The Hagstrom Report

Agriculture News As It Happens


Senate passes immigration reform, 68-32

Winery workers from Sunnyside, Wash., joined others in a United Farm Workers photo campaign in support of the Senate immigration bill. (United Farm Workers)

The Senate today passed an immigration reform bill that includes special provisions to allow current undocumented agricultural workers to gain citizenship after working for another five years in agriculture, and which would create a new guest worker program.

The vote of 68-32 was announced by Vice President Joe Biden.

The voting took place under extraodinary circumstances. As a reflection of the importance of the bill, Senate Majority Leader Harry Reid, D-Nev., asked all the senators to be in their seats and to rise and vote. The galleries were packed with tourists and journalists.

A broad group of agriculture employers known as the Ag Workforce Coalition and the United Farm Workers reached agreement on the agriculture provisions, which were inserted into the bill by a group of senators led by Sen Dianne Feinstein, D-Calif.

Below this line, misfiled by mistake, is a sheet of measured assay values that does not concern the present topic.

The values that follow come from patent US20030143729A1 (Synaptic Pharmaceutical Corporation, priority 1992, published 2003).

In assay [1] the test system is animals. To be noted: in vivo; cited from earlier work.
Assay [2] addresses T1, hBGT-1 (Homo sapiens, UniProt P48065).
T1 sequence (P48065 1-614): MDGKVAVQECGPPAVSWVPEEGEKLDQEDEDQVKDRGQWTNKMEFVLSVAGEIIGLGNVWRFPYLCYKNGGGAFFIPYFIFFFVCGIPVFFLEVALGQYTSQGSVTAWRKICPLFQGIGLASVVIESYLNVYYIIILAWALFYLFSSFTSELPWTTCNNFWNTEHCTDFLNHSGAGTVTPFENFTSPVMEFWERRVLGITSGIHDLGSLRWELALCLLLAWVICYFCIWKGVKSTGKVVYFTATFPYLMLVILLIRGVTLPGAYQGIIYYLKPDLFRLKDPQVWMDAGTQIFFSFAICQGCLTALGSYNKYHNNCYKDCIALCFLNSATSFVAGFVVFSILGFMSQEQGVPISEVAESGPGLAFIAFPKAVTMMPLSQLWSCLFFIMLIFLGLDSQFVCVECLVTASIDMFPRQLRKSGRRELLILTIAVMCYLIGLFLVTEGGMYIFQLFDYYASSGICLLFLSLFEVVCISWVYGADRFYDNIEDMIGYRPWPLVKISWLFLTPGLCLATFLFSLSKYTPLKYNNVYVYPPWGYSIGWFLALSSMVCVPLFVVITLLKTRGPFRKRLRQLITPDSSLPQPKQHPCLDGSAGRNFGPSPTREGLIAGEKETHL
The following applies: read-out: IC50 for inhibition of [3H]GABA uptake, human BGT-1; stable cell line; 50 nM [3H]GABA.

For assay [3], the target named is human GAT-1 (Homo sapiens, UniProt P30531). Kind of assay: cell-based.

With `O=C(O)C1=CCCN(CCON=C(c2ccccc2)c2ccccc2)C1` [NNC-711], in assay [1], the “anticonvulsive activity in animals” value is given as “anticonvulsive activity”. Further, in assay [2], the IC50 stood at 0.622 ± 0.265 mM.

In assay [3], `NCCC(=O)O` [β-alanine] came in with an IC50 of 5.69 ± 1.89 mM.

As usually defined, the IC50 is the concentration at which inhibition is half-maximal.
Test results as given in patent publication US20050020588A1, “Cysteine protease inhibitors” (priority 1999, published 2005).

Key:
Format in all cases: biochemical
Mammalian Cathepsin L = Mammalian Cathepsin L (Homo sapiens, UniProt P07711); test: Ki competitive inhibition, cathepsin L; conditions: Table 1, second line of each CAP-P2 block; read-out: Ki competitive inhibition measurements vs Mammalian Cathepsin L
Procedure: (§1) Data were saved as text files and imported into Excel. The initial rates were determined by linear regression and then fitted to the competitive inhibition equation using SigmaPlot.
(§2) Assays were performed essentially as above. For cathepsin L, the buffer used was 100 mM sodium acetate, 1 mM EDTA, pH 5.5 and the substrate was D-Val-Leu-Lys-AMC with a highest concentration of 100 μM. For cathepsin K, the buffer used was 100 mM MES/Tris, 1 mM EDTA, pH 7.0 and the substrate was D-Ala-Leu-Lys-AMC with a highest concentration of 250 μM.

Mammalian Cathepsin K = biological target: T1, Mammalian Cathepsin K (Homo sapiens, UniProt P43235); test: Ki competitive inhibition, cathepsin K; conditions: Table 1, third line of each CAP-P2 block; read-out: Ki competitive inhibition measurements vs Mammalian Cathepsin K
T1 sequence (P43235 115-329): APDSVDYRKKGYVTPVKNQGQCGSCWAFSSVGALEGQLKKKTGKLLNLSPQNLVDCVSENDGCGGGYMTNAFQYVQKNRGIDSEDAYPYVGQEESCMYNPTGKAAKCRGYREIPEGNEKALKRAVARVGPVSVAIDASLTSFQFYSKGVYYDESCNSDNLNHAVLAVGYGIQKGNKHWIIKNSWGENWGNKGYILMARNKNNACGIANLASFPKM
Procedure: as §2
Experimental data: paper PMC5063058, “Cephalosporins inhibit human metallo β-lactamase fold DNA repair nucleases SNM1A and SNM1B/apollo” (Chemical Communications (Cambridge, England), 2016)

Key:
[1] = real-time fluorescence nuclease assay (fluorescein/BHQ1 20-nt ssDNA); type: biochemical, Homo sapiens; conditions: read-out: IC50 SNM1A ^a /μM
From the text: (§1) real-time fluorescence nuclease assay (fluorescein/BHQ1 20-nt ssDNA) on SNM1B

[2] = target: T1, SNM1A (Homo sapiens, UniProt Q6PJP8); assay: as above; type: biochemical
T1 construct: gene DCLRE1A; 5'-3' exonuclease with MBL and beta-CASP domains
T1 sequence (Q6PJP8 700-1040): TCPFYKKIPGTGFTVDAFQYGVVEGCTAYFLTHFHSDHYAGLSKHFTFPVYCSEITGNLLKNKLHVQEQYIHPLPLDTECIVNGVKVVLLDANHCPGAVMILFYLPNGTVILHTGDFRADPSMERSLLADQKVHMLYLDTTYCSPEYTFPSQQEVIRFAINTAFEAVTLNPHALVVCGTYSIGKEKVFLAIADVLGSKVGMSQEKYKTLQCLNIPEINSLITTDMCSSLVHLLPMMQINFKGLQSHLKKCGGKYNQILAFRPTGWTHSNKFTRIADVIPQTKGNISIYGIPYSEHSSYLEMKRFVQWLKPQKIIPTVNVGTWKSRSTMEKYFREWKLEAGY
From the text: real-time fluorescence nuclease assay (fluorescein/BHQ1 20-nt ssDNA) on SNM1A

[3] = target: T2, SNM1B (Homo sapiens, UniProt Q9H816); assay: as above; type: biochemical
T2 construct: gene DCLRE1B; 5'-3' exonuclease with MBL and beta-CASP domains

In recent days, UFW members have sent pictures of themselves in the fields to the senators and today planned rallies in several California cities to celebrate passage of the Senate legislation and to urge the House to pass a similar measure.

Several key senators from farm states did not support the bill. They included Sen. Charles Grassley, R-Iowa, Senate Agriculture Committee ranking member Thad Cochran, R-Miss., and Sen. Saxby Chambliss, R-Ga.

Chambliss argued that the agriculture provisions made it too easy for the farm workers to gain citizenship and would not create a stable workforce. Chambliss proposed a series of amendments to make changes to the agriculture provisions but the leadership did not allow them to come to a vote on the Senate floor.

House Speaker John Boehner, R-Ohio, said today that the House would not take up the Senate bill and that he would hold a meeting of Republicans on July 10 to figure out a path forward on immigration.

“The House is not going to take up and vote on whatever the Senate passes. We’re going to do our own bill, through regular order, and it’ll be legislation that reflects the will of our majority and the will of the American people,” Boehner said at a news conference.

“For any legislation — including a conference report — to pass the House, it’s going to have to be a bill that has the support of a majority of our members.”